Chanson de Louis Riel (Riel's Song II)
DESCRIPTION: "C'est au champ de bataille, j'ai fait ecrir' douleurs. On couche sur la paille, ca fait fremir les coeurs." Riel's letter from prison describes his grief and pain and asks friends and family pray for him and the country he fought for
EARLIEST DATE: 1963 (recording, Joseph Gaspard Jeannotte)
LONG DESCRIPTION: The singer, on the battlefield, cries in pain; he gets a letter from his mother but has no pen or ink to reply. He dips his penknife into his own blood and writes to her; she falls on her knees weeping. He tells her that since everyone has to die someday, he prefers to die as a brave
KEYWORDS: Canada war prison execution foreignlanguage grief army battle fight rebellion violence separation death family mother Indians(Am.)
1870 - Louis Riel's first uprising
1884 - Riel's second uprising/Northwest Rebellion
1885 - Riel hanged
FOUND IN: Canada(West)
REFERENCES (1 citation):
Fowke/MacMillan 8, "Chanson de Louis Riel" (1 French and 1 English text, 1 tune)
Joseph Gaspard Jeannotte, "Chanson de Riel" (on Saskatch01)
cf. "Riel's Song" and references there (subject)
NOTES [199 words]: From Fowke/MacMillan - "Louis Riel, the leader of the Métis in both the Red River Rebellion in 1870 and the Northwest Rebellion in 1885, was taken prisoner when his followers were defeated at Batoche on 12 May 1885. He was tried, sentenced to death, and hanged in Regina jail on 16 November 1885. Since then his career has inspired books, plays, and an opera and the Saskatchewan Métis still talk and sing of him.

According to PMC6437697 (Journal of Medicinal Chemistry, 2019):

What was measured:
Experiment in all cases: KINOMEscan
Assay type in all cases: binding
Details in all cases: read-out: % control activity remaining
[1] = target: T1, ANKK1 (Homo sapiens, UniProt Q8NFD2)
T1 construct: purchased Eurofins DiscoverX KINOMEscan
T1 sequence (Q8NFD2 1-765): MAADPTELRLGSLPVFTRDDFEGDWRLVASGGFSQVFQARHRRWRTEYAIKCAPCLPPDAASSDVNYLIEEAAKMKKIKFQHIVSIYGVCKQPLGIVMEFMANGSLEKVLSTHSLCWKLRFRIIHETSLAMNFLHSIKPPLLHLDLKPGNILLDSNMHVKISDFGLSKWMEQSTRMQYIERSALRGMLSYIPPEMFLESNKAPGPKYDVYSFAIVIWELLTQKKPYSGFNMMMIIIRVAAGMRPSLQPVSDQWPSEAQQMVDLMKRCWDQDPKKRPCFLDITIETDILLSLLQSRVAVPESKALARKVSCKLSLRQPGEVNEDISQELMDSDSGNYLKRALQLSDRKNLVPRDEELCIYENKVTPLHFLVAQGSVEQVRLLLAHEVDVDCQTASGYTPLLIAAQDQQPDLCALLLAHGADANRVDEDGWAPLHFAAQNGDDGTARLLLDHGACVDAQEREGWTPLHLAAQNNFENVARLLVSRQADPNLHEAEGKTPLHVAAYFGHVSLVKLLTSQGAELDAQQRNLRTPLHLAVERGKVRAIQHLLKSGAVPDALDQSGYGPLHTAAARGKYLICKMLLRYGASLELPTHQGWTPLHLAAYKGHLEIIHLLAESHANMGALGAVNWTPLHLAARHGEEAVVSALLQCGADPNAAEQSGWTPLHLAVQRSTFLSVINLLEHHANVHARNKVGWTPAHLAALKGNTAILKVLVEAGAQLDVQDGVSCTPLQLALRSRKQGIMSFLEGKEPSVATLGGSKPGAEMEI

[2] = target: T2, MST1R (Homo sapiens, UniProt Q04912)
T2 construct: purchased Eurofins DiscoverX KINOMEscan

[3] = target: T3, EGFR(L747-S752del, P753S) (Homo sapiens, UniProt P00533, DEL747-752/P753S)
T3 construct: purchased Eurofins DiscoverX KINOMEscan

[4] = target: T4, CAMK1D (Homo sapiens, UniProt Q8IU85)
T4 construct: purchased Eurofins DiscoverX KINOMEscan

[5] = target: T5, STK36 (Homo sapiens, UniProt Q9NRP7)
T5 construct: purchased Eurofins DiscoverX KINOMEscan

Mrs. Cass-Beggs got this song from Joseph Gaspard Jeannotte, an old Métis living at Lebret, Saskatchewan. He said that Riel had composed it while in jail, which may well be true for he is known to have written other poems and songs. It appeared first in Mrs. Cass-Beggs' Eight Songs of Saskatchewan (Toronto, 1963). English words by Barbara Cass-Beggs."
Though attributed to Riel, the song has no reference to him, the Métis, or to the rebellion. It is written in the form of a letter from a prisoner to his mother as he is facing execution. - SL
Although the subject is similar, and both songs are attributed to Riel himself, the plot of this one is utterly different from that of "Riel's Song." You should look at that one too, though -- and see RBW's extensive notes there. - PJS
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